RESPECT

Find Out What It Means to Employees

Compensation and benefits are among the top reasons property management professionals may be looking for a new employment opportunity, but there’s a basic need company leadership may be overlooking: a sense of appreciation. Turning to good ol’ Maslow’s Hierarchy of Needs, the 4th level entitled “Esteem,” that need for recognition and appreciation, is what propels a team member from a worker who is simply seeking a paycheck to one who is achieving and thriving through Self-Actualization (Level 5).

Reinforcing those findings in today’s context, the 2018 Swift Bunny Multifamily Employee Engagement Study reports that 24% of on site employees are not satisfied with the dignity, respect and fairness shown to them by their employer. To make matters worse, 1 in 3 on site employees do not feel their employer cares about their satisfaction or well-being. It’s difficult to achieve a sense of value without feeling cared for or respected. These trends highlight a need to evaluate a more intentional approach to showing appreciation for team members.

Money and the Power – 2 Reasons to Harness the Power of Appreciation

Money PowerThere’s no denying one of the greatest challenges being faced by the multifamily industry today is employee turnover. While the National Apartment Association shows the industry’s annual average employee turnover rate is 32%, there is a growing number of employees, particularly on site employees, who are thinking about jumping ship. With only 57% of on site employees indicating they are “Very Likely” to remain with their current employer a year from now, the turnover crisis shows no signs of slowing. There are a variety of reasons that turnover wreaks havoc on company operations, but there are two main reasons that may be incurring more damage than you realize.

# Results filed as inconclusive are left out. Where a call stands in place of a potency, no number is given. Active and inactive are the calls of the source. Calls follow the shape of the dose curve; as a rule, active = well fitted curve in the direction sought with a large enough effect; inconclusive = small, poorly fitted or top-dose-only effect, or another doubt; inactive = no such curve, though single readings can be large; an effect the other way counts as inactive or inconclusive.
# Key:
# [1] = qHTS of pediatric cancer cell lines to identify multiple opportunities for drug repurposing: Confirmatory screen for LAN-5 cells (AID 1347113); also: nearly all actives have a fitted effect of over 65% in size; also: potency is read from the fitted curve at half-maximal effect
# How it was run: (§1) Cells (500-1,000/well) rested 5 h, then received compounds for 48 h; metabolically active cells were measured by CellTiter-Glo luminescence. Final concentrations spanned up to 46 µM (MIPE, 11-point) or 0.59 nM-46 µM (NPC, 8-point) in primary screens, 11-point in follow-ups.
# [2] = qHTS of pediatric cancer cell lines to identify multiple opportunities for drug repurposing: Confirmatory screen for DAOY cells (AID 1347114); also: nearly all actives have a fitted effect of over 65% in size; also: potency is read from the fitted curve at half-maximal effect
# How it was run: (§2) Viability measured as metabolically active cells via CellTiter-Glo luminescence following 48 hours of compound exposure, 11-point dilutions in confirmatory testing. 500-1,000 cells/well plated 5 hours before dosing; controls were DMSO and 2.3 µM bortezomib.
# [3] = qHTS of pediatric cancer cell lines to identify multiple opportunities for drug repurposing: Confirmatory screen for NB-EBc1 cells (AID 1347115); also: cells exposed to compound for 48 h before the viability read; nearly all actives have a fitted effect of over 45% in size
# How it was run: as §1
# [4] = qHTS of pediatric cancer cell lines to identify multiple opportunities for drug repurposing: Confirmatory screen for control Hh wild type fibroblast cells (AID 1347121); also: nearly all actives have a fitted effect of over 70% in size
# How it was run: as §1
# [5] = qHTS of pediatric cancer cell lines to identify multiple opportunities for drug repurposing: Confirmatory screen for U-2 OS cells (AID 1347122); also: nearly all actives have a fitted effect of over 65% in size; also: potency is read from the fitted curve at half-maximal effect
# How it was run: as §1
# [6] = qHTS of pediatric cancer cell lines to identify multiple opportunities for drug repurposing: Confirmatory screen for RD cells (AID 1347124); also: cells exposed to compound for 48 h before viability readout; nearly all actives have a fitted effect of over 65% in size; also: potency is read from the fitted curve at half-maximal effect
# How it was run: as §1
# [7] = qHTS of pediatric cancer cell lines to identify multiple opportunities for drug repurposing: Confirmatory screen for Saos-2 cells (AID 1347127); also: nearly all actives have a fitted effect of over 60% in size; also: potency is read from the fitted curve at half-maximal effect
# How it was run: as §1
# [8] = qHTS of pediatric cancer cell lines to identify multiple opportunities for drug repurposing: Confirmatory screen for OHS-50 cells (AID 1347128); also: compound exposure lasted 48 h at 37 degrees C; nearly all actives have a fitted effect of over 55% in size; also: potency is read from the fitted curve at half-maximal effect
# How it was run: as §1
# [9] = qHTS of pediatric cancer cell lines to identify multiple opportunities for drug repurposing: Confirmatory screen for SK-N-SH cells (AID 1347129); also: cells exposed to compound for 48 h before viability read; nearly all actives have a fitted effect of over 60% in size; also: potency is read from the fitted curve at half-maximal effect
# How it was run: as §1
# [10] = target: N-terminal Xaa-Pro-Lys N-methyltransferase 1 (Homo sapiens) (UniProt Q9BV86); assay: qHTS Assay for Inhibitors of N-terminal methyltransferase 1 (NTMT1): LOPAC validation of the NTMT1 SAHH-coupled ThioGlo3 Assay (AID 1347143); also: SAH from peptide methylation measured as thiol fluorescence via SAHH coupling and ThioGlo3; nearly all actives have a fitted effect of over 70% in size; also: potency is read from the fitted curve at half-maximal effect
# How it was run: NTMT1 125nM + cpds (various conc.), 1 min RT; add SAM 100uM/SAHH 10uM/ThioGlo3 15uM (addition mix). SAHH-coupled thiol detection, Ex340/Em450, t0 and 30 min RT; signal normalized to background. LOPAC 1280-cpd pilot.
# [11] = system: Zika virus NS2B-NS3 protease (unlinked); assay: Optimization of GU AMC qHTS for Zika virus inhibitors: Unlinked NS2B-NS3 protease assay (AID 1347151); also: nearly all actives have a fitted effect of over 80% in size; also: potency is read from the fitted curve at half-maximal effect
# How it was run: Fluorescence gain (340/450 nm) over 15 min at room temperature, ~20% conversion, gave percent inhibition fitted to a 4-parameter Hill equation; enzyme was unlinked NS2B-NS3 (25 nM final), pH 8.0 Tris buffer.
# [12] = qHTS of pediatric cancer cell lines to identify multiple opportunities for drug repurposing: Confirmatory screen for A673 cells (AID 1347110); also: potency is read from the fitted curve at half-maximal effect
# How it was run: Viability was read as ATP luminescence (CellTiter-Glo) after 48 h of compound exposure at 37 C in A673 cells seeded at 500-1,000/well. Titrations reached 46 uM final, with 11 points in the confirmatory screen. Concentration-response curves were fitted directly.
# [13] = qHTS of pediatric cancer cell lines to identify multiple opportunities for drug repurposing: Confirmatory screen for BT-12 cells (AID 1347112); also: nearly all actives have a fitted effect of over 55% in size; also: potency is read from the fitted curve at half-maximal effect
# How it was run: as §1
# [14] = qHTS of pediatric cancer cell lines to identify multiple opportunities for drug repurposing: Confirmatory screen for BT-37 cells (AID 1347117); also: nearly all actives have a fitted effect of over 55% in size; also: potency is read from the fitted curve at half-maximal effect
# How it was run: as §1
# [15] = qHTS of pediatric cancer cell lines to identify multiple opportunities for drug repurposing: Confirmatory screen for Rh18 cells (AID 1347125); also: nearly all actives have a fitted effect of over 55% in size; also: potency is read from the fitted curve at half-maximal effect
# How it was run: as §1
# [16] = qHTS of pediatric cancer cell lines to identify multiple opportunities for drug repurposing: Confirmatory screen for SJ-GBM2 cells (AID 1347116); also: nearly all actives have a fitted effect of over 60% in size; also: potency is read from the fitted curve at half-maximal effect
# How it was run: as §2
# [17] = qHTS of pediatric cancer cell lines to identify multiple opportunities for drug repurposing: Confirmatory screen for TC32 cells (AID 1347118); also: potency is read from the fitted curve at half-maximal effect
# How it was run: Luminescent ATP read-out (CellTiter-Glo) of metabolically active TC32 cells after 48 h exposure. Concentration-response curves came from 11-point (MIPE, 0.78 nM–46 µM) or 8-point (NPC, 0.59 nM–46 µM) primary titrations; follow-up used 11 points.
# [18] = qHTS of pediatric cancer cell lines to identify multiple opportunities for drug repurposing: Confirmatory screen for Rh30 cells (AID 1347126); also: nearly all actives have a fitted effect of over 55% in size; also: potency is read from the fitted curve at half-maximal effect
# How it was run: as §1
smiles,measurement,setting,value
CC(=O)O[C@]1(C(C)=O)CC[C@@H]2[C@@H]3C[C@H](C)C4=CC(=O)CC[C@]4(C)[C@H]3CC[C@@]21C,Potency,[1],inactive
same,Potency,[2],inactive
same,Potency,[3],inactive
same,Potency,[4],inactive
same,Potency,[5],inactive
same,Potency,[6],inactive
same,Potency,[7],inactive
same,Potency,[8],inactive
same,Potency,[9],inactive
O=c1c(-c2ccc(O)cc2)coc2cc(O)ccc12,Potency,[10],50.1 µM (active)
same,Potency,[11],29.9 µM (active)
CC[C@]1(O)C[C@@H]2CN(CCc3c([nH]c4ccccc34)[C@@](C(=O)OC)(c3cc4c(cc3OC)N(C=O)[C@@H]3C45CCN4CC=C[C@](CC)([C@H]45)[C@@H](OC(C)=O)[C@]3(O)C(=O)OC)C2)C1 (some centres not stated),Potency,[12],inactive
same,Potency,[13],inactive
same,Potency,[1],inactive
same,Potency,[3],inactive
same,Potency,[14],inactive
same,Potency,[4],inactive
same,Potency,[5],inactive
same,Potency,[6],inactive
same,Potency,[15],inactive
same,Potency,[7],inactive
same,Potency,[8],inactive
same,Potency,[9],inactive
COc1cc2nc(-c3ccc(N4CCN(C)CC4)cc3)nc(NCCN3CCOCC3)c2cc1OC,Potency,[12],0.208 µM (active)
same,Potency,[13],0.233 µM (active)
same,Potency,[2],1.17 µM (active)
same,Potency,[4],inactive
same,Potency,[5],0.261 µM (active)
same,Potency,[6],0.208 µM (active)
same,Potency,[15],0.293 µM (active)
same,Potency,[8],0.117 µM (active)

1. Money: It’s extraordinarily expensive to lose good employees and to then recruit, hire and train new ones. In fact, industry studies (or this calculator) have shown that a 5,000 unit portfolio experiencing NAA’s reported national average employee turnover at 32% can lose up to $1.7 million in annual employee turnover costs.
  2. Power: Specifically, manpower. Vacant positions require other team members to fill in, work more hours, and cover tasks that may not be in their skill set. With an average of 43 days to fill a position, and another 7 to 14 days to train the new team member, a staff can be working past their maximum capacity for a minimum of 50 days. All of this can lead to burnout and more turnover.

When an organization takes the time to fully comprehend the impact employee turnover has on the numbers, it is very compelling to take immediate steps to improve the situation. The easiest and most impactful step is simply acknowledging the work an employee is doing and thanking them for doing it.

Turn the Beat Around – Cultivate Appreciation

Power of Employee AppreciationThe good news is that cultivating a culture of appreciation is not only possible but can quickly turn into the best kind of domino effect. My current favorite definition of culture is: the response an employee can expect from the company in any given situation.

Leaders can set the tone by verbally identifying specific valuable contributions or behaviors as they see them. This brings to mind a conversation I had with an Executive at a mid-sized property management company. He had started building his company’s new focus on appreciation by scheduling a visit to every property in the company’s portfolio throughout the course of one year. At each community, he met with the team, walked the property, listened to their triumphs and tribulations, and shared company insights and strategies. Along the way, he had some very touching interactions and learning moments.